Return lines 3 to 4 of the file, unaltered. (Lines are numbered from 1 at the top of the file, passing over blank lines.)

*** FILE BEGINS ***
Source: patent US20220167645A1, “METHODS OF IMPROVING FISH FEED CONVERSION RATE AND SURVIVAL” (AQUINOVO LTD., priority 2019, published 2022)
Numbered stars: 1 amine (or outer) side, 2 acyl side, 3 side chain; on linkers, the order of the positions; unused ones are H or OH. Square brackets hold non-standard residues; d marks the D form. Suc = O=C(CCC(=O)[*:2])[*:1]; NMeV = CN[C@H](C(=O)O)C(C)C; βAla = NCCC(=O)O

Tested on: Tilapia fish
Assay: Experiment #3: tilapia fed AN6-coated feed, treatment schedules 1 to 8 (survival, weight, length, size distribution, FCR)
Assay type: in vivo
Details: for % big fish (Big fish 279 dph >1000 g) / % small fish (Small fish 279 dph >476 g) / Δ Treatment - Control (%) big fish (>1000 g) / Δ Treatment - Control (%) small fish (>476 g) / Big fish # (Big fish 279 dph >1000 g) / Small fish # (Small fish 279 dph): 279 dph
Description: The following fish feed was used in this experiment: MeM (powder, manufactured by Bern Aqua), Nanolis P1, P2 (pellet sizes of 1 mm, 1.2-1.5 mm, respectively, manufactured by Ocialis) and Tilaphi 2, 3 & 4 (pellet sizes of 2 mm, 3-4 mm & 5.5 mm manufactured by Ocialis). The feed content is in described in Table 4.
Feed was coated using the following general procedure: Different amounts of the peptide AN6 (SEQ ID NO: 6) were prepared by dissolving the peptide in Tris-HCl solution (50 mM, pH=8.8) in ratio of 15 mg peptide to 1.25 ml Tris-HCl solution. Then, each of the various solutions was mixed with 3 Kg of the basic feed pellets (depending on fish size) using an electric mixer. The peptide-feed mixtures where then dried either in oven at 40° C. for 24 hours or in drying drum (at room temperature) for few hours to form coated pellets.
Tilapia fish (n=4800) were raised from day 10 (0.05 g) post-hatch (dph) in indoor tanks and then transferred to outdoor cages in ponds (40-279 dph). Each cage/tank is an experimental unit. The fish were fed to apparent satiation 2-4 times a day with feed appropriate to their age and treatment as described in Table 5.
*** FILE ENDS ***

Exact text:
Tested on: Tilapia fish
Assay: Experiment #3: tilapia fed AN6-coated feed, treatment schedules 1 to 8 (survival, weight, length, size distribution, FCR)